Most people have questions when they go to a lawyer for the first time. So what can you expect from your consultation?
At the consultation, you asked many questions and felt reassured by the manner of a Tampa criminal attorney, experience and expertise. After the talk, you knew you’d found a lawyer to help you deal with the legal matter that’s been keeping you up at night. But you still feel uncertain about the legal services you’re obtaining—what exactly can you expect from your new lawyer?
It’s common to have questions and concerns about the legal process you’re about to undergo and what you can expect from the attorney-client relationship. Unless you’re an experienced veteran of the legal system, you’ll have many questions you’ll want to answer, if only for your peace of mind.
While every lawyer is different—for example, lawyers charge additional fees and work with clients and on cases in different ways—there are some basic things that you can expect from the lawyer you’ve hired.
When you work with a lawyer, communication is critical. Your lawyer should explain the legal issues involved in your case and answer any questions you have. It’s important to ask questions whenever something is unclear. You should also expect your lawyer to keep you updated on your case and discuss the different options available to you. With good communication, you and your lawyer can work together to make the best decisions for your case.
If you have any questions, you must ask your lawyer. This way, you can be sure to have all the information you need to make crucial decisions about your case. Your lawyer should respond to your communications on time, but remember that they are also handling other matters. If you don’t receive a reply immediately, be sure to get an idea of when you can expect a response.
Your lawyer needs to answer your legal questions and provide advice about your case. In addition, they should keep you informed on the progress of your case, including any new developments that occur and any delays which may develop. They should also discuss with you the options open to you, as well as the probable outcomes and potential setbacks associated with each option, to equip you with the information you need to make the crucial decisions about your case.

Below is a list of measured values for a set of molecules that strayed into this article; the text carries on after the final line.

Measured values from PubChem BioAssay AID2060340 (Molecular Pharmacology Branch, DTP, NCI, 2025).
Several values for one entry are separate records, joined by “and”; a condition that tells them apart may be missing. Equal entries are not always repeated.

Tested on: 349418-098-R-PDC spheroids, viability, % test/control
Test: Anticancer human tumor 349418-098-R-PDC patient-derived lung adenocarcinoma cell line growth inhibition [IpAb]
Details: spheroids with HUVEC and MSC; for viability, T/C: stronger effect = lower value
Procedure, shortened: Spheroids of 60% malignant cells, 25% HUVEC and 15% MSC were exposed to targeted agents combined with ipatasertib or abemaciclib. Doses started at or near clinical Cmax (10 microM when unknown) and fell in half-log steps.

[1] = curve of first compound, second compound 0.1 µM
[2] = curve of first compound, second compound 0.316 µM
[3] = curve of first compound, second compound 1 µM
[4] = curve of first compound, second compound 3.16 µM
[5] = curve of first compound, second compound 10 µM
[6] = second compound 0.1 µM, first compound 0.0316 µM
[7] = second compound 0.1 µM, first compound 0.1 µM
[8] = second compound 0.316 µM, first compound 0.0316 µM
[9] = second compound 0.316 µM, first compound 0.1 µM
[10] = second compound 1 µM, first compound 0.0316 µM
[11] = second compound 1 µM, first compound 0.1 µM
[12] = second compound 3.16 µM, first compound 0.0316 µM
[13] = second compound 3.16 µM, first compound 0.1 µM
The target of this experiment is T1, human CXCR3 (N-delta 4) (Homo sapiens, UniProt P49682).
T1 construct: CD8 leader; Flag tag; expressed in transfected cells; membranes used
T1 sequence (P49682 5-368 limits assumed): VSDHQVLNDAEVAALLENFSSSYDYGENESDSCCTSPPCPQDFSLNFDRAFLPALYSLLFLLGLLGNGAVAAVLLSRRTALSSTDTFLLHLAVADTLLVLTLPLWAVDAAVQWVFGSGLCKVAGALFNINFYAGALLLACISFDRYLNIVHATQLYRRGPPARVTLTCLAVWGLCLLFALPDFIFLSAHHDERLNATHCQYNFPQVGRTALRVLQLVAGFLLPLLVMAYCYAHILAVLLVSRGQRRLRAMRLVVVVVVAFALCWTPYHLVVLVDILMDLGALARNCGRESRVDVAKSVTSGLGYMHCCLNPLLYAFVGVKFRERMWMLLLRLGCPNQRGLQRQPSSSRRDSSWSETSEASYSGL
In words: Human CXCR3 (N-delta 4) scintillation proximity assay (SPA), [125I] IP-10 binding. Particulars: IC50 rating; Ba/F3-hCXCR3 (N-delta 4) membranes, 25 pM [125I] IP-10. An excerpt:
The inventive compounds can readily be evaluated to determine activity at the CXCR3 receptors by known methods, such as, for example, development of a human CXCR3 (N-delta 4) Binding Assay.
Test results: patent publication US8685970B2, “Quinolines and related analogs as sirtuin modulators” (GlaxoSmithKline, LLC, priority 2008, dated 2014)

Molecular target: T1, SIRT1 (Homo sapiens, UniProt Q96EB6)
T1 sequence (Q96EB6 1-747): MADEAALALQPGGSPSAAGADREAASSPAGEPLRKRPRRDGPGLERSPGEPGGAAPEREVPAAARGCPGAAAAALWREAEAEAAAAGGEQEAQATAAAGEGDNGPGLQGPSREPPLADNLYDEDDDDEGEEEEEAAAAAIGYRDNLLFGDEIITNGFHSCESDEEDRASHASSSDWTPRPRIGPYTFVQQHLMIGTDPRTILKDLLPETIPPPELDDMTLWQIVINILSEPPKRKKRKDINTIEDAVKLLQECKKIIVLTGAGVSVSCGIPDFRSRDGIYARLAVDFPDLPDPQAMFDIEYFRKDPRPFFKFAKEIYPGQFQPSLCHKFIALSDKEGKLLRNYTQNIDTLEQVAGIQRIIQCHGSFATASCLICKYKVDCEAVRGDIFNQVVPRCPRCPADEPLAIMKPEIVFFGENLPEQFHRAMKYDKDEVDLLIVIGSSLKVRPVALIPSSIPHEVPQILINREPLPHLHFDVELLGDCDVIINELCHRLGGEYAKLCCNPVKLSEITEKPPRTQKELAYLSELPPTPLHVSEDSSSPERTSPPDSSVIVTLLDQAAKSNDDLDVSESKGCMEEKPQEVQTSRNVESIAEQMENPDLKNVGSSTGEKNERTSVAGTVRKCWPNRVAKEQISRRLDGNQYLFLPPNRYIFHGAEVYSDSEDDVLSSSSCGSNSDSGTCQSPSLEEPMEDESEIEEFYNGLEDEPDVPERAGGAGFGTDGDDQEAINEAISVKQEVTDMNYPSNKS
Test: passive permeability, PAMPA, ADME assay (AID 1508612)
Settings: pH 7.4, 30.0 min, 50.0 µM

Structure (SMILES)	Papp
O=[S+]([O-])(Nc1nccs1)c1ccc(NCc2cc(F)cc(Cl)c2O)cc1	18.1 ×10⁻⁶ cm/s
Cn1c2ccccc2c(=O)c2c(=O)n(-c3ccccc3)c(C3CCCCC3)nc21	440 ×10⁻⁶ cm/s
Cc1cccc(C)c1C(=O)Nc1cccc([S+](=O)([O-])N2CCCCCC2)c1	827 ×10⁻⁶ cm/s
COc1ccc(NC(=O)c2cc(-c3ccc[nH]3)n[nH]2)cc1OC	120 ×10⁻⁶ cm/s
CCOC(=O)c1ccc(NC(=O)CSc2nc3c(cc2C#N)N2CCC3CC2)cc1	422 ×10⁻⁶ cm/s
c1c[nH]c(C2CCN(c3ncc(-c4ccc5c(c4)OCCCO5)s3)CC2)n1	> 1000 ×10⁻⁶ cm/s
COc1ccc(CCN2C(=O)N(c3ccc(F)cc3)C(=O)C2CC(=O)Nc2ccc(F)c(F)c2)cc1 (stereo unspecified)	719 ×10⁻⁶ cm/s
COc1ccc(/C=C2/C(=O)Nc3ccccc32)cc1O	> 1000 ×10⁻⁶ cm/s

When you hire a lawyer, they have many obligations to you as their client. These obligations include:
- Maintaining attorney-client privilege means that everything you discuss with your lawyer is confidential.
- Avoiding conflicts of interest: Your lawyer cannot also represent someone whose claims conflict with yours regarding the legal matter for which you’ve hired your lawyer.
- Staying within the law: Your attorney cannot do anything illegal to further your case.
- Providing competent representation means that your lawyer will act professionally and competently on your behalf.
When you hire a lawyer, they must provide you with competent representation. This means that if your case is complex or in an area of law, your lawyer is not experienced in, they should refer you to another attorney who can help. If you find yourself in the hands of an incompetent lawyer, they may make mistakes that a reasonably competent lawyer would not make. If these mistakes cause you damage, you may be able to pursue a claim against your lawyer for malpractice. Incompetent behavior can come in the form of procedural errors or ethical violations.
If you have any questions about what you can expect from your lawyer or are concerned that your lawyer is not meeting your expectations, it’s important to discuss these concerns with your lawyer. If you’re still unsatisfied after speaking with your lawyer, you may consider finding a new one. Remember that ethical obligations bind lawyers, so if you believe your lawyer has acted unethically, you can report them to the appropriate authorities.
When choosing an attorney, be sure to ask about their experience and whether they have handled cases similar to yours in the past. It would be best if you also asked about their communication style and how often they will keep you updated on the progress of your case.